Let be an étale groupoid with Cantor set unit space. It is said to be expansive if it is compactly generated and there exists a generating set of compact open bisections such that is a basis of the topology of . Such a set is called an expansive generating set.
Expansivity of an action of a finitely generated group on the Cantor set is equivalent to the expansivity of its groupoid of germs and to the expansivity of its action groupoid, see [Nek15a, Prop. 5.5].
2.7. The topological full group
Definition 2.11.
Let be an étale groupoid with unit space . Its topological full group is the group of all continuous maps , with the following properties:

for every we have ;

the set is a bisection of such that ;.

the set is compact, or equivalently for outside a compact set.
It is a group with the composition defined by .
There is natural action via the homeomorphism associated to bisections , or equivalently given by for every and . This action is faithful if is a groupoid of germs, but not necessarily otherwise. The map
is a continuous open cocycle from the action groupoid to .
The correspondence defines a bijection between and the set of bisections of verifying b and c, and we have where bisections are are multiplied according to (1). Therefore, one can simply define the group as the group of all bisections with these properties, as in [Nek15a]. However, we will keep the distinction between and the associated bisection , to avoid conflict between wellestablished notations regarding group actions and groupoids. In particular, if , the notation will refer to the image of under the natural action , while denotes the setwise product of and in , i.e. .
2.8. The alternating full group
In this subsection, let be as in Convention 2.7. We recall the definition of multisections and of the group , following the point of view of Nekrashevych [Nek15a] (with some minor differences in the notations and the terminology).
Definition 2.12.
A multisection of degree of is a map from to the set of compact of compact open bisections of , such that the following conditions are satisfied:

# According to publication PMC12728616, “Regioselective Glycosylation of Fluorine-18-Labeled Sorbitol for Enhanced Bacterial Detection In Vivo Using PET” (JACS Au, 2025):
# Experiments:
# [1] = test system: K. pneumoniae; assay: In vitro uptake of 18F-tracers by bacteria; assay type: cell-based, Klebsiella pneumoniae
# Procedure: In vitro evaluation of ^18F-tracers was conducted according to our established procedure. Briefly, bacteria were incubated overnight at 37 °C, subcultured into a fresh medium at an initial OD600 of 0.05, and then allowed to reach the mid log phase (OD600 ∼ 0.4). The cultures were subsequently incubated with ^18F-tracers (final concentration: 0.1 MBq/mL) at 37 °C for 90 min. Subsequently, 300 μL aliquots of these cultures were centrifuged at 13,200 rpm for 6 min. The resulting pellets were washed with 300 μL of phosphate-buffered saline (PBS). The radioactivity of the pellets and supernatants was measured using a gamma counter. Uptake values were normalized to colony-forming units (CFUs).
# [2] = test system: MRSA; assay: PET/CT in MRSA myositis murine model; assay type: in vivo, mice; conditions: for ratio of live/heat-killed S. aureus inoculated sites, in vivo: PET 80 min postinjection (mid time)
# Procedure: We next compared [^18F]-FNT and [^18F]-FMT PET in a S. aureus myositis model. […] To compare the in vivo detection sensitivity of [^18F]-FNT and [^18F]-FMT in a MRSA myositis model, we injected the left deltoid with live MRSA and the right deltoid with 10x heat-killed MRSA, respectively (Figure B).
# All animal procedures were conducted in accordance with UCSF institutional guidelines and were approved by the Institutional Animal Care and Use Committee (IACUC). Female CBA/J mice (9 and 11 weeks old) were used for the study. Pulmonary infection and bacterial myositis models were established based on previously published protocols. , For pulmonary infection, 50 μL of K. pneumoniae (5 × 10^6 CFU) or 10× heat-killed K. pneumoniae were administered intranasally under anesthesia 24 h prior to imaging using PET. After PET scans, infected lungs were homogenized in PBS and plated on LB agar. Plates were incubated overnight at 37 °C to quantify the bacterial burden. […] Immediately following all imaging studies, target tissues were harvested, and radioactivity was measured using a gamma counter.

we have for every , and if ;

for every we have .
The set is called the domain of the multisection and the subsets are called the components of the domain.
There is a natural action of the group on the set of multisections given by .
A multisection of degree induces an embedding from the symmetric group into , still denoted . The bisection associated to is given by
Informally, the associated homeomorphism permutes the components in a way prescribed by , and acts within each component according to the bisection . We denote the image of the alternating group under .
Definition 2.13.
The alternating full group of is the subgroup of generated by , where varies over multisections of degree .
Remark 2.14.
It follows from the definitions that when the unit space is the locally compact non compact Cantor set, the group is the direct limit of the groups , were varies among compact open subsets of (and hence is isomorphic to the Cantor set).
The following theorems are proven in [Nek15a]. Note that it is stated there only for Cantor set space of unit, but the case of the locally compact Cantor set reduces to this by Remark 2.14.
Theorem 2.15 ([Nek15a]).
Assume that is a minimal groupoid of germs. Then every nontrivial subgroup of normalised by contains . In particular, is simple and contained in every nontrivial normal subgroup of .
Theorem 2.16 ([Nek15a]).
Assume that has Cantor set unit space and is expansive, and that every orbit contains at least 5 points. Then the alternating full group is finitely generated.
We now list some useful general facts about multisections and the alternating group, that will be used in the sequel. It is convenient to introduce the following terminology.
Definition 2.17.
A multielement of degree of is an embedding of the complete equivalence relation on into . Explicitly, an injective map such that for every and for every we have .
Note that it follows that and , and that all lie in the same orbit. The group acts on the set of multielements by .
If is a multielement and a multisection of the same degree, we will write to mean that for every .
Lemma 2.18.
Let be a degree multielement.

Assume for are units in the same orbit of such that the points are pairwise distinct. Then there exists a degree multielement such that and for .

Assume that is a neighbourhood of for every . Then there exists a degree multisection such that and for every .
Part b allows as to talk about “sufficiently small” multisections containing , and we will sometimes do so without mention.
Proof.
To prove (i), set set for . Choose arbitrarily for every an element such that and , and set . In the remaining cases, let .
Let us prove (ii). First, for every we can assume that , upon replacing all the by by . Choose a decreasing basis of compact open neighbourhoods of in . If is large enough, we can assume , that for every , and that are pairwise disjoint. Define a sequence of multisections by setting and for and in the remaining cases. Then for every the sequence of bisections